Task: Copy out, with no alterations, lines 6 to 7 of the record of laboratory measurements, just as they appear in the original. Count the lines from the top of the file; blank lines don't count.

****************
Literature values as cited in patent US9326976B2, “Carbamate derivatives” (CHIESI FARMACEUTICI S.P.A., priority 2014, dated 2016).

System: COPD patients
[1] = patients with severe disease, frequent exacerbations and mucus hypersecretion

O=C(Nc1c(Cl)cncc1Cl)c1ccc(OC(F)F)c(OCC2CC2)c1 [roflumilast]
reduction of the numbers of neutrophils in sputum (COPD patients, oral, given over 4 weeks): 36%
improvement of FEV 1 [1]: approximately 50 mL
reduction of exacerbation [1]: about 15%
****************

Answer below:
improvement of FEV 1 [1]: approximately 50 mL
reduction of exacerbation [1]: about 15%